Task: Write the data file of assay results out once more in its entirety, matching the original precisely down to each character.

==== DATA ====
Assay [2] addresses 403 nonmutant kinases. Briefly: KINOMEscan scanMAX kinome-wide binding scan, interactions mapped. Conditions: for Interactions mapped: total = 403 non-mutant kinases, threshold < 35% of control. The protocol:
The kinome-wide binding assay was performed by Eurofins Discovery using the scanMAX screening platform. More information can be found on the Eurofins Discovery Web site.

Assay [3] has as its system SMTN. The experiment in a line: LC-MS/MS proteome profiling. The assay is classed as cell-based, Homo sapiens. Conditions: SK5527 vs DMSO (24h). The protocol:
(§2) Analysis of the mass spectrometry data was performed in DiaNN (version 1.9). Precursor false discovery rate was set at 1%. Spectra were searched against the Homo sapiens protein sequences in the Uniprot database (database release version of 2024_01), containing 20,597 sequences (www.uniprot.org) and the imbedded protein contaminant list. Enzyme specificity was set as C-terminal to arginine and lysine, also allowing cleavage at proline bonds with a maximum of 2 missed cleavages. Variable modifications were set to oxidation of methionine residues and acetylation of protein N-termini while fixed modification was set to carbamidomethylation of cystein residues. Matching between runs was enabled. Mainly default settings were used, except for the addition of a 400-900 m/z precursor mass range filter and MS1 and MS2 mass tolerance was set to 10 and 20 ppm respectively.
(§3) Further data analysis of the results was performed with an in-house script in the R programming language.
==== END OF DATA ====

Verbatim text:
Assay [2] addresses 403 nonmutant kinases. Briefly: KINOMEscan scanMAX kinome-wide binding scan, interactions mapped. Conditions: for Interactions mapped: total = 403 non-mutant kinases, threshold < 35% of control. The protocol:
The kinome-wide binding assay was performed by Eurofins Discovery using the scanMAX screening platform. More information can be found on the Eurofins Discovery Web site.

Assay [3] has as its system SMTN. The experiment in a line: LC-MS/MS proteome profiling. The assay is classed as cell-based, Homo sapiens. Conditions: SK5527 vs DMSO (24h). The protocol:
(§2) Analysis of the mass spectrometry data was performed in DiaNN (version 1.9). Precursor false discovery rate was set at 1%. Spectra were searched against the Homo sapiens protein sequences in the Uniprot database (database release version of 2024_01), containing 20,597 sequences (www.uniprot.org) and the imbedded protein contaminant list. Enzyme specificity was set as C-terminal to arginine and lysine, also allowing cleavage at proline bonds with a maximum of 2 missed cleavages. Variable modifications were set to oxidation of methionine residues and acetylation of protein N-termini while fixed modification was set to carbamidomethylation of cystein residues. Matching between runs was enabled. Mainly default settings were used, except for the addition of a 400-900 m/z precursor mass range filter and MS1 and MS2 mass tolerance was set to 10 and 20 ppm respectively.
(§3) Further data analysis of the results was performed with an in-house script in the R programming language.